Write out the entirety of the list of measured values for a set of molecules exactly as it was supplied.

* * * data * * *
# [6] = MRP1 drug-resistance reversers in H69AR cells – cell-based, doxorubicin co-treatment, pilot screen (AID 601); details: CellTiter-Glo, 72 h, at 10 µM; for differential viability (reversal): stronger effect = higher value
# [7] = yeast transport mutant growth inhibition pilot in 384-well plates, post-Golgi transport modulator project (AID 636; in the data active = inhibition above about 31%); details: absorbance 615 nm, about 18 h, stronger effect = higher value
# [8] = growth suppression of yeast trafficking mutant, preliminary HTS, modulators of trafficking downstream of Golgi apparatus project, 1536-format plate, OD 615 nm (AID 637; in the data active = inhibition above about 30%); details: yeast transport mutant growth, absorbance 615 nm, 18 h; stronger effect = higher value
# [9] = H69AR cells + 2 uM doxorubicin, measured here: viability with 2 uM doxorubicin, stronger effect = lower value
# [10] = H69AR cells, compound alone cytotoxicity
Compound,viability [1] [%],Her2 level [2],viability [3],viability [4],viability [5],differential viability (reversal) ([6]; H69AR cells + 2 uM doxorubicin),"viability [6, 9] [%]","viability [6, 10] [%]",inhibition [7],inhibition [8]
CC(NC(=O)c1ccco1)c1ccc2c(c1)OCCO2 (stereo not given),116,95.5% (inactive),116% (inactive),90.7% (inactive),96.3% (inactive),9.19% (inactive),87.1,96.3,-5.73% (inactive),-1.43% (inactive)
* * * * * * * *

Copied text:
# [6] = MRP1 drug-resistance reversers in H69AR cells – cell-based, doxorubicin co-treatment, pilot screen (AID 601); details: CellTiter-Glo, 72 h, at 10 µM; for differential viability (reversal): stronger effect = higher value
# [7] = yeast transport mutant growth inhibition pilot in 384-well plates, post-Golgi transport modulator project (AID 636; in the data active = inhibition above about 31%); details: absorbance 615 nm, about 18 h, stronger effect = higher value
# [8] = growth suppression of yeast trafficking mutant, preliminary HTS, modulators of trafficking downstream of Golgi apparatus project, 1536-format plate, OD 615 nm (AID 637; in the data active = inhibition above about 30%); details: yeast transport mutant growth, absorbance 615 nm, 18 h; stronger effect = higher value
# [9] = H69AR cells + 2 uM doxorubicin, measured here: viability with 2 uM doxorubicin, stronger effect = lower value
# [10] = H69AR cells, compound alone cytotoxicity
Compound,viability [1] [%],Her2 level [2],viability [3],viability [4],viability [5],differential viability (reversal) ([6]; H69AR cells + 2 uM doxorubicin),"viability [6, 9] [%]","viability [6, 10] [%]",inhibition [7],inhibition [8]
CC(NC(=O)c1ccco1)c1ccc2c(c1)OCCO2 (stereo not given),116,95.5% (inactive),116% (inactive),90.7% (inactive),96.3% (inactive),9.19% (inactive),87.1,96.3,-5.73% (inactive),-1.43% (inactive)